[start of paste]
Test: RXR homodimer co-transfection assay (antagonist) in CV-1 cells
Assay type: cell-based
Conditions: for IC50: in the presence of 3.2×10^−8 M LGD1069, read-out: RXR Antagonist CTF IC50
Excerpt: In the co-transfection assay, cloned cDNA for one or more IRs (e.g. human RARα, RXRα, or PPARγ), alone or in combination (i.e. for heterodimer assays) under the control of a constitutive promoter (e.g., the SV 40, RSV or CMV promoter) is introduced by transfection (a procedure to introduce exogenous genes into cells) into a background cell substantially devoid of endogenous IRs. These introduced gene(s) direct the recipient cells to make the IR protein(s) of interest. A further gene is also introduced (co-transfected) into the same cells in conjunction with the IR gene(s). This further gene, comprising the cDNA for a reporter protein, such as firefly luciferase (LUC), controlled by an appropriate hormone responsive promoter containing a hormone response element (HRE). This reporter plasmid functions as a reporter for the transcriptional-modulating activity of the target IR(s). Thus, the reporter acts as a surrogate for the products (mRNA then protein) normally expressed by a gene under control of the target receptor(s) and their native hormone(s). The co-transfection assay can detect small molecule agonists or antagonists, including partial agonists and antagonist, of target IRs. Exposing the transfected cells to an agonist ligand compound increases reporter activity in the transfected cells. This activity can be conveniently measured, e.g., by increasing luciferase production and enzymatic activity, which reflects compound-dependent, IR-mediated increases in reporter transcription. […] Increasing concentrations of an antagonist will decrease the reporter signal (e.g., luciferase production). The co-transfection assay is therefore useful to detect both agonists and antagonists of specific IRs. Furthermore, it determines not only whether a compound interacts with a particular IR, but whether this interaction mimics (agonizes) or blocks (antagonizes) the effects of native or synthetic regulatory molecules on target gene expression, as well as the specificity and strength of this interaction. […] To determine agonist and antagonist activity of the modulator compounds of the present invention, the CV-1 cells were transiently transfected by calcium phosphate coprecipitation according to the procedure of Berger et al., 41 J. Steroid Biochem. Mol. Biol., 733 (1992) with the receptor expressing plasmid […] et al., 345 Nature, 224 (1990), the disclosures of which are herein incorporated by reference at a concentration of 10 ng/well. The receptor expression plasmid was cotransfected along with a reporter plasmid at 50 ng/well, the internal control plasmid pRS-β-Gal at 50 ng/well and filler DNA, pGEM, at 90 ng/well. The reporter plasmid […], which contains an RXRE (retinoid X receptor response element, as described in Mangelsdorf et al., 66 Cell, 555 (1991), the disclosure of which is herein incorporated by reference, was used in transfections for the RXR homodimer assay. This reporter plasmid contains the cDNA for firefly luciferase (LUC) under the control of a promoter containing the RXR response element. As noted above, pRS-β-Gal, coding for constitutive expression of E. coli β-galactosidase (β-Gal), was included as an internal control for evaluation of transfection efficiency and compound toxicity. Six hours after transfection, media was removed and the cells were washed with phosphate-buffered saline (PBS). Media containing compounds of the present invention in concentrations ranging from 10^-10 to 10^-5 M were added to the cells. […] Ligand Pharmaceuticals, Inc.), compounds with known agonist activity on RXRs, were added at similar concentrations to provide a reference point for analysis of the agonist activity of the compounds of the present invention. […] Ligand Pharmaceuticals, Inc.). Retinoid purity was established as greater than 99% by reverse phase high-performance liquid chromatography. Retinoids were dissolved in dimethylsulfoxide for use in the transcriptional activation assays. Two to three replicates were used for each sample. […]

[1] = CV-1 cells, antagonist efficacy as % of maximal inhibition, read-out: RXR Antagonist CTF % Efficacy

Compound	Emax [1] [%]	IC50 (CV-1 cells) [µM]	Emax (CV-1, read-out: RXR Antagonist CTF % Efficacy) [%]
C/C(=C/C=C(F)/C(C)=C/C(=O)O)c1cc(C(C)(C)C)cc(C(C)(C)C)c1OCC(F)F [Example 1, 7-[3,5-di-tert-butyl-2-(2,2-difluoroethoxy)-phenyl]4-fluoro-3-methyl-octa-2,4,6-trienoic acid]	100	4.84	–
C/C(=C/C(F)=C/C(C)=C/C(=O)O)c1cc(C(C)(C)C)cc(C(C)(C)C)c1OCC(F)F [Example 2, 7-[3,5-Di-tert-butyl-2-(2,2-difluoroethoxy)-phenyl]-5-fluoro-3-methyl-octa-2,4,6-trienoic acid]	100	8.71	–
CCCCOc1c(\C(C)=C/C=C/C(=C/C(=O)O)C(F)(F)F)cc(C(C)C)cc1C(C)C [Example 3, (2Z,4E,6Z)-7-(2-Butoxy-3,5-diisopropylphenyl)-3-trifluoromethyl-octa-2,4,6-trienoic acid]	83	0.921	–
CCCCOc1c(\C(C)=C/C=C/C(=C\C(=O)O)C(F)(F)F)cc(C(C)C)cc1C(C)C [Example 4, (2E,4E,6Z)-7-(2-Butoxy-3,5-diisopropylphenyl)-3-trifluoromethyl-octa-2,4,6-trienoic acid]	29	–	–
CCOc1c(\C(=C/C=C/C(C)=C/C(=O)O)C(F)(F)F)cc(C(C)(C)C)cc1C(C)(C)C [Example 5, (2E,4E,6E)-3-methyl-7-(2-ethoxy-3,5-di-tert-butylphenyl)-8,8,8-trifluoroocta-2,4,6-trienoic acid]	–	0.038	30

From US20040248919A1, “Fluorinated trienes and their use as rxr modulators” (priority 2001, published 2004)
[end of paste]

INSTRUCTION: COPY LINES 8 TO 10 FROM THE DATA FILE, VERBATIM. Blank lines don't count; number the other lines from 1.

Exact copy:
C/C(=C/C(F)=C/C(C)=C/C(=O)O)c1cc(C(C)(C)C)cc(C(C)(C)C)c1OCC(F)F [Example 2, 7-[3,5-Di-tert-butyl-2-(2,2-difluoroethoxy)-phenyl]-5-fluoro-3-methyl-octa-2,4,6-trienoic acid]	100	8.71	–
CCCCOc1c(\C(C)=C/C=C/C(=C/C(=O)O)C(F)(F)F)cc(C(C)C)cc1C(C)C [Example 3, (2Z,4E,6Z)-7-(2-Butoxy-3,5-diisopropylphenyl)-3-trifluoromethyl-octa-2,4,6-trienoic acid]	83	0.921	–
CCCCOc1c(\C(C)=C/C=C/C(=C\C(=O)O)C(F)(F)F)cc(C(C)C)cc1C(C)C [Example 4, (2E,4E,6Z)-7-(2-Butoxy-3,5-diisopropylphenyl)-3-trifluoromethyl-octa-2,4,6-trienoic acid]	29	–	–